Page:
Combination Therapy: Why Timing Might Be Everything

By Rachel Fischer, Ph.D., Senior Associate, Scientific Program and Grants Administration | 13 February 2020 | Science


Timing May Be Everything

About half of all melanomas have a mutated BRAF gene. This mutated gene makes an altered BRAF protein, which leads to the uncontrolled growth of melanoma cells. Drugs targeting these altered BRAF proteins, such as Vemurafenib and Dabrafenib have been approved for the treatment of BRAF+ melanoma. However, many melanomas quickly develop resistance to these drugs by increasing the activity of the protein MEK. To fight this, researchers added a drug that targets MEK to the BRAF inhibitors, creating what we call targeted therapy combinations, such as Dabrafenib (Tafinlar) + Trametinib (Mekinist), Vemurafenib (Zelboraf) + Cobimetinib (Cotellic), and Encorafenib (Braftovi) + Binimetinib (Mektovi). However, many patients experience only partial responses (shrinking or slowing the growth of tumors), or initially respond only to have their tumors develop resistance over time.

MRA funded investigator Dr. Rizwan Haq is working to understand how melanoma cells develop a resistance to BRAF/MEK inhibitors and to develop novel combinations of therapies to overcome resistance in patients. Dr. Haq is an Assistant Professor of Medicine at Harvard Medical School, and Principal Investigator at the Dana-Farber Cancer Institute. 

“My lab is very interested in understanding why current therapies stop working, when they do [work], and why they stop working in some patients but not others,” said Dr. Haq. “BRAF/MEK inhibitors have shown tremendous success in the short term in controlling melanoma, but they [often] stop working after some period of time.”

Researchers have observed that these drugs work by stopping melanoma cells from dividing—meaning they cannot continue to grow and create new cancerous cells. However, BRAF/MEK inhibitors generally do not do a good job of actually killing melanoma cells. Dr. Haq’s research focuses on understanding why melanoma cells don’t die after treatment with combination BRAF/MEK inhibition, in the hopes that this will help in developing more effective therapies. 

Melanoma cells die through multiple cellular processes, each involving different proteins that each signal or regulate how and when a cell should die. The focus of Dr. Haq’s most recent paper published in Nature Communications is on understanding which specific gene or protein in a melanoma cell protects it from dying in response to treatment with combination targeted therapy. Dr. Haq and his team, along with collaborators at Massachusetts General Hospital, found that one particular protein, called MCL-1, is crucial for protecting melanoma cells from dying. Several early stage clinical trials are already underway to determine if MCL-1 inhibitors are effective in patients with blood cancers. However, MCL-1 inhibitors haven’t proven particularly effective in killing solid tumors, such as melanoma, on their own, indicating a need for improved therapeutic combinations.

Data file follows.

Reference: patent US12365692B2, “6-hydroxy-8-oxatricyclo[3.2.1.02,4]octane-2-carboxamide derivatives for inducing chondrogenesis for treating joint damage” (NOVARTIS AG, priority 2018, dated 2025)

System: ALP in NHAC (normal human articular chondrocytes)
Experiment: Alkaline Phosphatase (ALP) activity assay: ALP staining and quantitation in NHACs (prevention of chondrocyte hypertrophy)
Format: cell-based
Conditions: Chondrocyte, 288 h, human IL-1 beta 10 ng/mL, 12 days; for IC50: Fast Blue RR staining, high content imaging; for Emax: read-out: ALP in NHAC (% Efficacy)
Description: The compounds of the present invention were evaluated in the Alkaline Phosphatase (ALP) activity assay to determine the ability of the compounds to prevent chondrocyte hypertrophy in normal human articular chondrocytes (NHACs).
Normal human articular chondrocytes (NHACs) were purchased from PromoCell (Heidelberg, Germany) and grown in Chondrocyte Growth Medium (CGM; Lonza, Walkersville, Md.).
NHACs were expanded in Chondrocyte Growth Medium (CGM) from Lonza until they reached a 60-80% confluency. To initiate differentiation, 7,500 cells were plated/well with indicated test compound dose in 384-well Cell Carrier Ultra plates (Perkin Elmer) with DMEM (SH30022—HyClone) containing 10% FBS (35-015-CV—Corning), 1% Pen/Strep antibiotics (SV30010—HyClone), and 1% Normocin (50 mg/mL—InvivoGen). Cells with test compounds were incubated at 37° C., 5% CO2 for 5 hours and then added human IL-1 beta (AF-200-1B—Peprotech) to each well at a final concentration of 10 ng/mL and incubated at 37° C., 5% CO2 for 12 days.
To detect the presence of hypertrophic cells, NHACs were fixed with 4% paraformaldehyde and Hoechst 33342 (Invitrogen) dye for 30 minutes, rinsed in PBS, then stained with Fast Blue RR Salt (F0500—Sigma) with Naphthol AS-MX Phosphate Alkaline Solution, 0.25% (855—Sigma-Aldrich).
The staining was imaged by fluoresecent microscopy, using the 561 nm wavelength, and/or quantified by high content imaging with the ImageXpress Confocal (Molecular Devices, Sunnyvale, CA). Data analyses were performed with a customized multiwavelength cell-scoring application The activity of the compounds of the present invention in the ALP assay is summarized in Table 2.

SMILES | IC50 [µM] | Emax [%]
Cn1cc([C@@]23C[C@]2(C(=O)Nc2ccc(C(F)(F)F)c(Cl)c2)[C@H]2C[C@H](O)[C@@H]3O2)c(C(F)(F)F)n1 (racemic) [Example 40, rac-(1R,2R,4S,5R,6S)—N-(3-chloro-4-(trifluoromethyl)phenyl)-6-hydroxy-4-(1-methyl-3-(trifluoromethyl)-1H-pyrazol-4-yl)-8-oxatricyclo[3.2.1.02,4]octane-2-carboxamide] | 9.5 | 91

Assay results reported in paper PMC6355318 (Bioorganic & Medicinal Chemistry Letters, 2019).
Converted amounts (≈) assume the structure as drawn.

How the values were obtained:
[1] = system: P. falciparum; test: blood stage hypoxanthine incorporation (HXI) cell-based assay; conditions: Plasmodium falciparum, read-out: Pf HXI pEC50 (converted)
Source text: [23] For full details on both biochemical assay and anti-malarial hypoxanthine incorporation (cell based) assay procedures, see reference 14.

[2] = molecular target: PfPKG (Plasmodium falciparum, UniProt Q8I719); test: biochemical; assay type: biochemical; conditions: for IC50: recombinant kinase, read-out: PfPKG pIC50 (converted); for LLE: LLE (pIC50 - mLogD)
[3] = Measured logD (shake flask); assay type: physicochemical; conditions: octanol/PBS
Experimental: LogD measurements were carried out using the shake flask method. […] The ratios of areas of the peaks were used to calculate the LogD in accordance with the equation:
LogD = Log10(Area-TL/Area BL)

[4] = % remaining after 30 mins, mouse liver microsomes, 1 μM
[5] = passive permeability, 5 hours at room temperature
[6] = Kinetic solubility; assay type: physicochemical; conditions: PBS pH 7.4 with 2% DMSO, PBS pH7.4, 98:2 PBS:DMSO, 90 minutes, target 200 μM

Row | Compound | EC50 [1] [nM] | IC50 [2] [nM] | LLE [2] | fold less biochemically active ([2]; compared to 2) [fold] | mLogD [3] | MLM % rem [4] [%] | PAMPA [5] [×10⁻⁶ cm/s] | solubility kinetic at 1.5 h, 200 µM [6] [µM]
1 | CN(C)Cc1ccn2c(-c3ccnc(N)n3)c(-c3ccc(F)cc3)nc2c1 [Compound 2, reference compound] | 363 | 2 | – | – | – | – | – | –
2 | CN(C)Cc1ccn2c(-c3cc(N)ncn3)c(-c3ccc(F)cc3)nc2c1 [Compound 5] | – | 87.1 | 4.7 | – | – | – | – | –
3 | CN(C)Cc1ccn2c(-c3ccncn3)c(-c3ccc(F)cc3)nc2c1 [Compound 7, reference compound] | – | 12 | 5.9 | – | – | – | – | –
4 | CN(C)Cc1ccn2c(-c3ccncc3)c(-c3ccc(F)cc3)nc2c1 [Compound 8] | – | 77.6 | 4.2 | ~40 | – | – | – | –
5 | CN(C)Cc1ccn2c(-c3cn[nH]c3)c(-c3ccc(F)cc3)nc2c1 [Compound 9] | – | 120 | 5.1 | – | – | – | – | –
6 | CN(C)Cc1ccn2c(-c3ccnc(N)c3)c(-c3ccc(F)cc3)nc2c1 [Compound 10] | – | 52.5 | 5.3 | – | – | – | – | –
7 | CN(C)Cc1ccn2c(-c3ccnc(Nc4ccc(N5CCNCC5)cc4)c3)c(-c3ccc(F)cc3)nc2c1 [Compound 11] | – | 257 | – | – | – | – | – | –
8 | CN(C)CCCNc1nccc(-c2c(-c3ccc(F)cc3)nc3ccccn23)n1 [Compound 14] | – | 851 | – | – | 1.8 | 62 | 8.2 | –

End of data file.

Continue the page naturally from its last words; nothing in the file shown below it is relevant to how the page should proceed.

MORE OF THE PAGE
“When a cell is treated with a BRAF/MEK inhibitor, it generates a dependence on the MCL-1 protein,” explained Dr. Haq. “Practically, what that means is that if you wanted to combine a BRAF/MEK inhibitor with an MCL-1 inhibitor, the ideal way of doing that would be to treat first with the BRAF/MEK inhibitor and after the melanoma cell becomes dependent on MCL-1, then treat with the MCL-1 inhibitor. When we do that in cells or mice, we very strongly see that the sequence of drug combinations is significantly better than the opposite [order], or [either of] the drugs alone.”

 The results of this research are very promising, and offer hope that dual BRAF/MEK combination therapy could be augmented with the addition of an MCL-1 inhibitor. In addition to the increased effectiveness of initial treatment, this combination also shows promise delaying the recurrence of tumors after discontinuing treatment. 

In his study, mice with melanoma tumors who were treated with a BRAF inhibitor until they developed a dependence on the MCL-1 protein were then treated with an MCL-1 inhibitor for 14 days. This protocol successfully shrinks tumors and, in some cases, completely eradicated them. Dr. Haq continued to monitor the mice after the treatment was discontinued and, to his surprise, several mice had no tumor recurrence. 

“One doesn’t expect those kinds of durable responses with targeted therapies. In fact, that’s one of the biggest limitations with using targeted therapies is that they [often] stop working after a period of time,” said Dr. Haq.

Dr. Haq is currently working with several pharmaceutical companies who are already developing MCL-1 inhibitors to promote the concept of combining – in the proper sequence – MCL-1 inhibitors with other targeted therapies in early-stage clinical trials. He believes the biggest takeaway from his recent paper is that the timing of delivery of these drugs is critically important to their combined efficacy. He also believes this approach could be useful with other types of cancer based on early tests.

“This may be the solution to many problems. I hope that this paper has peaked the interest of pharmaceutical companies in thinking about MCL-1 inhibitors in melanoma and other solid tumors,” says Dr. Haq.  

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